By SOPHIE DONOGHUE
BRUSSELS – Despite the growing problem of radicalisation in schools and universities across Europe from all directions, policymakers are especially reluctant to touch the issue of Islamist radical agendas due to fears of racist accusations, according to social workers and others intimately familiar with the subject.
The ultra-sensitive topic of radicalisation was the subject of a 13 November panel discussion here, led by the European Foundation for Democracy and hosted by Olle Schmidt, a Swedish member of the European Parliament.
Extremist ideologies are those that incite hatred of other groups, preach racial or religious superiority, reject the rule of law, democracy and individual rights, or call on followers to use violence and terrorism to achieve their political or religious goals. They represent serious threats to Europe’s security, according to speakers at the conference.
Ahmed Mansour, based in Berlin and a member of the social worker group, Deutscher Islamkonferenz (Prevention Work with Youths), says the targeting of Muslim youths by Islamist extremists is an “illness of Europe”, which is only getting stronger. He said there is a general taboo across society to tackle the issue, adding that many deny there is a problem at all.
Schmidt observed that the topic is often dangerously hijacked by political groups. and that there is a need to “take back control’ and lead the discussion on this issue “We shouldn’t be afraid” to do this, he said.
According to Robert Sutton, a researcher with Student Rights in London – a non-partisan group dedicated to supporting equality, democracy and freedom from extremism at universities – extremists are active on campuses in the UK and throughout Europe. Distinguishing between those whose views are radical but lawful versus those whose extreme views incite hatred and violence is obviously difficult, he said. “There are major tensions between freedom of speech claims and security challenges and it is made all the more delicate by the danger of stigmatising Muslim society.”
Mansour argued that young Muslims, as with their counterparts anywhere, are vulnerable to radicalization. He said Islamist extremists in Germany, for example, use clever strategies such as internet-based techniques to win over impressionable teenagers or exploit the idea of “the world against me”, which works well among young people.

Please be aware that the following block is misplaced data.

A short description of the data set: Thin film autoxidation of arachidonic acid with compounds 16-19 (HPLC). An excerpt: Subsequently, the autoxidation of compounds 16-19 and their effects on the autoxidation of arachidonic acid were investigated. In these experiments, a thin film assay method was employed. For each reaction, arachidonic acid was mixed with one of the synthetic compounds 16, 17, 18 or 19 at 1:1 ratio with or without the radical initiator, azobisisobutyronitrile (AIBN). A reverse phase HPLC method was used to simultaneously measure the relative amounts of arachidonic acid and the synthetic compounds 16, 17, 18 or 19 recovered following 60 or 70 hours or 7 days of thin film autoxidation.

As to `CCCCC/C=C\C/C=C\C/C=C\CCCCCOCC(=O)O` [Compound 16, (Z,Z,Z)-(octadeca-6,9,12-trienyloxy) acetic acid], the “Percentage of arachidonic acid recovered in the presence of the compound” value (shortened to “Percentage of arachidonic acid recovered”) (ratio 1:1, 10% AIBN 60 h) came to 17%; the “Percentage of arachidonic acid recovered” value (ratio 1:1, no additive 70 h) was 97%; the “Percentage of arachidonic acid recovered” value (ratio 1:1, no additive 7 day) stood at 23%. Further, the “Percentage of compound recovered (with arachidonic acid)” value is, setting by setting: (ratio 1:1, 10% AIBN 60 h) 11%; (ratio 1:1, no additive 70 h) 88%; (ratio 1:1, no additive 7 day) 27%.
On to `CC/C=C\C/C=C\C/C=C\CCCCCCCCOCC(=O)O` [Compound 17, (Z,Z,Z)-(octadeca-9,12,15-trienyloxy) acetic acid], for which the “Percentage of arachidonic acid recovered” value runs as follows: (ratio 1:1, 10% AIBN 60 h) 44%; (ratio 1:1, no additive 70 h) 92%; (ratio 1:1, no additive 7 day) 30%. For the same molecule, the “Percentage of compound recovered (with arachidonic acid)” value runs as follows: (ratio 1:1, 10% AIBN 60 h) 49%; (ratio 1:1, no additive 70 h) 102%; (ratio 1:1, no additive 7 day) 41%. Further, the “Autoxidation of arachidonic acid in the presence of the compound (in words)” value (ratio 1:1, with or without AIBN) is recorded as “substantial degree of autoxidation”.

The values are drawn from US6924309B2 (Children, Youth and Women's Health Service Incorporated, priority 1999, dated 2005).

The idea that Muslims cannot live beside non-Muslims is being propagated, leading to an “us versus them” chasm, he observed, adding that schools and the education system are the best tool to counter radicalisation. “Young people need to be taught how to think critically in school to protect them from radicalists,” he said.
Rashad Ali, a researcher focused on Islamism and former member of the UK-based revolutionary arm of the Islamist group, Hizb ut-Tahrir, said the aim is not to shut down dialogue or to discourage the Muslim religion but to expose students to different point of views and to promote freedom of expression. Ali himself was recruited to Hizb ut-Tahrir in the 1990’s as a result of guest lecturers with a radical agenda at his school.
Civic institutions need more training on how to recognise extremism and radicalisation, according to Ali. “Just as there are interventions for people who start down the path of drug addiction or get involved in ganglands, interventions need to be in place for the prevention of radicalisation of young people,” he said.
One case example aired during the conference was UK-born Hasib Hussain. At 18 years old, he was the youngest of the London bombers of 2005. Post-event investigations revealed he was “clean” – except that a teacher noticed pro-jihad scribblings only months prior to the bombing. Unsure of what steps to take – doodling is not illegal – the teacher did report it but no further action was taken.
“Of course people should not be incarcerated for scribbling, but some sort of a system needs to be put into place: the educational system is the ideal place to pull young people back from radicalisation,” Lorenzo Vidino, European Forum for Democracy’s senior policy advisor, told the event.
Yet how to carry out such surveillance without endangering democracy or negative public perceptions? The UK’s counter-radicalisation “Prevent” strategy, launched in 2007, is a good example of how well-intentioned initiatives can go off-kilter. As the preventative strand of the government’s broader counter-terrorism strategy, Prevent “is perceived very negatively by UK students as ‘islamophobic’ and racist,” he said.
And what works in one region or country by no means transfers easily to another. The EU 27 member states tried marching down that path a few years ago with a hoped-for manual of universal best practices that could be shared between law enforcement agencies across Europe. But local radicalisation conditions are too particular for that to offer much utility.
Instead of aiming for prescriptive legislation or approaches that tip-toe around the issue without naming it, perhaps national and EU leaders should more openly condemn the agendas of Islamic groups that preach violence or its near-equivalent as firmly incompatible with European values. That would encourage those Muslims working to counter such groups at the local level and thus help ensure that Muslim youth integrate – and not disaggregate – with European society.